Court-ordered Drug and Alcohol Evaluation and Co-occurring Disorders
Who receives a court-ordered drug or alcohol evaluation?
If you are arrested for an alcohol related offense (such as Driving Under the Influence, DUI), or on drug related charges (such as illegal drug possession), you will likely be ordered by a judge to participate in a comprehensive drug and alcohol evaluation. In this scenario, the legal officials will use the information in determining the outcome of your criminal case, and what requirements the court will place on you during and at the end of your case.
When the court orders an alcohol and drug assessment, you will be told by the court, or the Corrections department (or even your attorney) where you should go for the assessment. Keep in mind, evaluation professionals will need a copy of your driving record, a copy of your criminal history, and a copy of the arresting officer’s report.
The assessment interview usually lasts one to two hours, while you meet with trained professionals in the area of addictions. They will give you a written assessment, probably consisting of multiple yes/no questions, and conduct an in-person, face-to-face interview, perhaps even interviewing people close to you to get an adequate picture of your pattern of use. They may give you a medical exam, and urine test to screen for the presence of alcohol or illicit drugs. The clinician will then produce a written report which is intended to provide a clear picture of your history of alcohol or drug use, identify the underlying issues which may have initiated the reliance on alcohol or drugs, and why it persists.
This report may be used in the following ways:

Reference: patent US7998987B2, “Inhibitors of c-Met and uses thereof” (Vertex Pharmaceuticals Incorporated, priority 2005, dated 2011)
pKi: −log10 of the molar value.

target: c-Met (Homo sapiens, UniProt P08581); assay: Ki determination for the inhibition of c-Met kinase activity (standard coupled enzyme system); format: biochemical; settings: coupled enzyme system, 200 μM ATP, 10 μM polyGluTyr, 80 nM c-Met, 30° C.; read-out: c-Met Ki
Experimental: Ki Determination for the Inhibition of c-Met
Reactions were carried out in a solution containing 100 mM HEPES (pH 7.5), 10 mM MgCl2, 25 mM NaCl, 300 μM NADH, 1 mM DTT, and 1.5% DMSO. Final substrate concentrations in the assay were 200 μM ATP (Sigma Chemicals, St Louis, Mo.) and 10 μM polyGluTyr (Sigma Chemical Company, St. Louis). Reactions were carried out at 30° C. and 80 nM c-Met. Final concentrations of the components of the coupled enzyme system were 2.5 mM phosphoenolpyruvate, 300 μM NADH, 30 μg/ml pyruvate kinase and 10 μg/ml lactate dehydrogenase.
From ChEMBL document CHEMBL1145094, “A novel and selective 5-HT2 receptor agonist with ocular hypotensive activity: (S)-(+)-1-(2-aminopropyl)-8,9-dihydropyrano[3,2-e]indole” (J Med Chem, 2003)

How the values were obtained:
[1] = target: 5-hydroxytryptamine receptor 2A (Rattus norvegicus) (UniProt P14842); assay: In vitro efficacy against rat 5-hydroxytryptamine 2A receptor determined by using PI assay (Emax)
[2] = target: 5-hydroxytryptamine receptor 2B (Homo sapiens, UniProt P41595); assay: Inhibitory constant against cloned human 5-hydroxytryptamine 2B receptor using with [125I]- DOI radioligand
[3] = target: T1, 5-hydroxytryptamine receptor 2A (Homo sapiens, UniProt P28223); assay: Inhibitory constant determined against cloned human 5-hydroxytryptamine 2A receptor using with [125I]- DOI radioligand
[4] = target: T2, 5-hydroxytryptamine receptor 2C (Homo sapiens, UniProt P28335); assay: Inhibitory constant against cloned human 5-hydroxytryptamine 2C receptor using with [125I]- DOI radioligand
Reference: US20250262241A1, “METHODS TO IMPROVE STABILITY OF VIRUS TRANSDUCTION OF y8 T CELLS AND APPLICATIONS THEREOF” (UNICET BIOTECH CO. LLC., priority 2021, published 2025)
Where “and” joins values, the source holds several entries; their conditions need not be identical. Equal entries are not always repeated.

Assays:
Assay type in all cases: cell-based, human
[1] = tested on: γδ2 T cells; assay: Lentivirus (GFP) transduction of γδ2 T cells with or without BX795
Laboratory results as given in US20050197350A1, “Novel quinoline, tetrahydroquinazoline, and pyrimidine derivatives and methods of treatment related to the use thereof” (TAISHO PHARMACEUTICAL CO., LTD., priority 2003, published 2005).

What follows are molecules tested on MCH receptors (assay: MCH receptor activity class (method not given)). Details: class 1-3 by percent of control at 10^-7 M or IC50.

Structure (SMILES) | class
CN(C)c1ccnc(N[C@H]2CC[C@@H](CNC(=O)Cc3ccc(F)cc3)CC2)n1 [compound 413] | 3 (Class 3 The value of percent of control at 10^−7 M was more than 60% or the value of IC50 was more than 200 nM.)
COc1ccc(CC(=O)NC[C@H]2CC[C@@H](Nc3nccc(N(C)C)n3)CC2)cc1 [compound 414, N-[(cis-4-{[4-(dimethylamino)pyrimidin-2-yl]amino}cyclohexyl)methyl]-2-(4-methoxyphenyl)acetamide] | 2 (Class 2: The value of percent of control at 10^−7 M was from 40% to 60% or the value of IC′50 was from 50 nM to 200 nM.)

by your lawyer to argue on your behalf that the sentence should include Alcohol and Drug counseling or treatment (either inpatient or outpatient depending on the results)
by the judge to impose conditions on your sentence (such as attending counseling)
by the counseling agency you may eventually attend as the basis for the treatment they provide.
Co-Occurring Disorder Assessment
A key part of the Alcohol and Drug Evaluation is the co-occurring disorder assessment. Alcohol and drug use may become problematic due to a physical or mental health disorder. According to the National Alliance on Mental Illness, approximately 37 percent of people suffering from alcoholism and 53 percent of drug users have at least one serious mental illness. If these conditions go untreated, it can mean the addict will be more likely to relapse into addictive behaviors. Therefore, diagnosing and treating a co-occurring disorder is as important as treating the drug or alcohol addiction.
Of all the tools at the clinician's disposal, observation of symptoms and discussions with relatives or those close to the individual will be the most useful in diagnosing a co-occurring disorder.
Here are a few disorders that may be diagnosed during or after a drug or alcohol evaluation and a few symptoms associated with each of them:
Depression - Symptoms include fatigue, loss of energy, excessive sleeping or insomnia, inability to concentrate
Anxiety - Symptoms include difficulty controlling worry, difficulty concentrating, irritability, and sleep disturbances
Post-Traumatic Stress - Symptoms include mentally re-living the trauma, hyper-arousal, dissociation, cognitive and behavioral avoidance
Psychosis - Symptoms include visual and auditory hallucinations, delusions, disorganized speech
Liver Disease - Signs of liver disease include jaundice , easy bruising, edema, mental confusion, kidney failure, fatigue, vague abdominal pain
Kidney Disease - Symptoms include lethargy, edema, metabolic acidosis, high potassium levels, uremia, and anemia
Malnutrition - Symptoms include fatigue, dizziness, weight loss, irritability, bone or joint pain, bloated abdomen, edema, brittle nails, dry skin, hair loss, changes in skin and hair color, slow wound healing, loss of appetite, and sunken temples
If you have a co-occurring disorder, and receive treatment for the addiction only, recovery may not be the most effective, as the disorder can hinder the process and aggravate health issues related to the addiction. One way to avoid this is to be forthcoming in the interview process of the drug and alcohol assessment.
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If you or a loved one has received a court-ordered drug or alcohol evaluation or if you are searching for freedom from drug and alcohol addiction do not hesitate to contact us for advice or a complimentary and confidential consultation. We are here to assist you right now - 1.713.907.5632.